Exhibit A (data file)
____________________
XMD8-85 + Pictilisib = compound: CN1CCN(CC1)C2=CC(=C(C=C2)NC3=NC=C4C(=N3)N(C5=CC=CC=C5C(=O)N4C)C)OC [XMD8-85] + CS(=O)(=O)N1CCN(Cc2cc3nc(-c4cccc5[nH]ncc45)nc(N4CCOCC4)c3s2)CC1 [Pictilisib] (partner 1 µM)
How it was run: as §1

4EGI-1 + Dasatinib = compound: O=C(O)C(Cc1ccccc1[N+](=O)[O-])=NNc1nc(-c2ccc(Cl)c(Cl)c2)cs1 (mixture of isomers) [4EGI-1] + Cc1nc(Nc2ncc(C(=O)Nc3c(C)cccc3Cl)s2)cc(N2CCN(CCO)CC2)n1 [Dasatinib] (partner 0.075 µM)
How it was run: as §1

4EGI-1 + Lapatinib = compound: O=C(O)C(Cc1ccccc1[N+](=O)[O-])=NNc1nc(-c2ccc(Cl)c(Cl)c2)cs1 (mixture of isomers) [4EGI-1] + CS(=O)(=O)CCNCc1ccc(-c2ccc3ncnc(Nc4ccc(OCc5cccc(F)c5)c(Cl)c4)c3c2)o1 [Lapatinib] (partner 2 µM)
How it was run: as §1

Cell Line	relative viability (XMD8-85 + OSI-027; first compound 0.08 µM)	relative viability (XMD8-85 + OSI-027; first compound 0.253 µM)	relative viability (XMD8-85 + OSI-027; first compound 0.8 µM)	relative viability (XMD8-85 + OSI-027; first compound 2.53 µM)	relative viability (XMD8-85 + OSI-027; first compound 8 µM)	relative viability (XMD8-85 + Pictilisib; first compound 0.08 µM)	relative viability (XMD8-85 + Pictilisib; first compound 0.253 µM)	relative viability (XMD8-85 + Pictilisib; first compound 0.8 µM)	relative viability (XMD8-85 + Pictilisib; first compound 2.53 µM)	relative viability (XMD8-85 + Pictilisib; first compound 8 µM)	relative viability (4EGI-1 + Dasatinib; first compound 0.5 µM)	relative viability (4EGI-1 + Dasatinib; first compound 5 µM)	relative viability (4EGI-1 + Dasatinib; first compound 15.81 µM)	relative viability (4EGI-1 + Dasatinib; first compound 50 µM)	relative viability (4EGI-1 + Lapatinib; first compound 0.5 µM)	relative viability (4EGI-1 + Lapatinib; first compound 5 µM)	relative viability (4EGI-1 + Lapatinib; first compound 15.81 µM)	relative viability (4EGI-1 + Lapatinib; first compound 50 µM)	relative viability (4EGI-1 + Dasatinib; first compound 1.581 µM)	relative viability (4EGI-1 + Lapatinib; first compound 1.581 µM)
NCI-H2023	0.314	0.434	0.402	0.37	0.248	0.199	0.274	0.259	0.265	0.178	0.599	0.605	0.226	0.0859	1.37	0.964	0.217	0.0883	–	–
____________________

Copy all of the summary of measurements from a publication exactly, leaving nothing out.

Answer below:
XMD8-85 + Pictilisib = compound: CN1CCN(CC1)C2=CC(=C(C=C2)NC3=NC=C4C(=N3)N(C5=CC=CC=C5C(=O)N4C)C)OC [XMD8-85] + CS(=O)(=O)N1CCN(Cc2cc3nc(-c4cccc5[nH]ncc45)nc(N4CCOCC4)c3s2)CC1 [Pictilisib] (partner 1 µM)
How it was run: as §1

4EGI-1 + Dasatinib = compound: O=C(O)C(Cc1ccccc1[N+](=O)[O-])=NNc1nc(-c2ccc(Cl)c(Cl)c2)cs1 (mixture of isomers) [4EGI-1] + Cc1nc(Nc2ncc(C(=O)Nc3c(C)cccc3Cl)s2)cc(N2CCN(CCO)CC2)n1 [Dasatinib] (partner 0.075 µM)
How it was run: as §1

4EGI-1 + Lapatinib = compound: O=C(O)C(Cc1ccccc1[N+](=O)[O-])=NNc1nc(-c2ccc(Cl)c(Cl)c2)cs1 (mixture of isomers) [4EGI-1] + CS(=O)(=O)CCNCc1ccc(-c2ccc3ncnc(Nc4ccc(OCc5cccc(F)c5)c(Cl)c4)c3c2)o1 [Lapatinib] (partner 2 µM)
How it was run: as §1

Cell Line	relative viability (XMD8-85 + OSI-027; first compound 0.08 µM)	relative viability (XMD8-85 + OSI-027; first compound 0.253 µM)	relative viability (XMD8-85 + OSI-027; first compound 0.8 µM)	relative viability (XMD8-85 + OSI-027; first compound 2.53 µM)	relative viability (XMD8-85 + OSI-027; first compound 8 µM)	relative viability (XMD8-85 + Pictilisib; first compound 0.08 µM)	relative viability (XMD8-85 + Pictilisib; first compound 0.253 µM)	relative viability (XMD8-85 + Pictilisib; first compound 0.8 µM)	relative viability (XMD8-85 + Pictilisib; first compound 2.53 µM)	relative viability (XMD8-85 + Pictilisib; first compound 8 µM)	relative viability (4EGI-1 + Dasatinib; first compound 0.5 µM)	relative viability (4EGI-1 + Dasatinib; first compound 5 µM)	relative viability (4EGI-1 + Dasatinib; first compound 15.81 µM)	relative viability (4EGI-1 + Dasatinib; first compound 50 µM)	relative viability (4EGI-1 + Lapatinib; first compound 0.5 µM)	relative viability (4EGI-1 + Lapatinib; first compound 5 µM)	relative viability (4EGI-1 + Lapatinib; first compound 15.81 µM)	relative viability (4EGI-1 + Lapatinib; first compound 50 µM)	relative viability (4EGI-1 + Dasatinib; first compound 1.581 µM)	relative viability (4EGI-1 + Lapatinib; first compound 1.581 µM)
NCI-H2023	0.314	0.434	0.402	0.37	0.248	0.199	0.274	0.259	0.265	0.178	0.599	0.605	0.226	0.0859	1.37	0.964	0.217	0.0883	–	–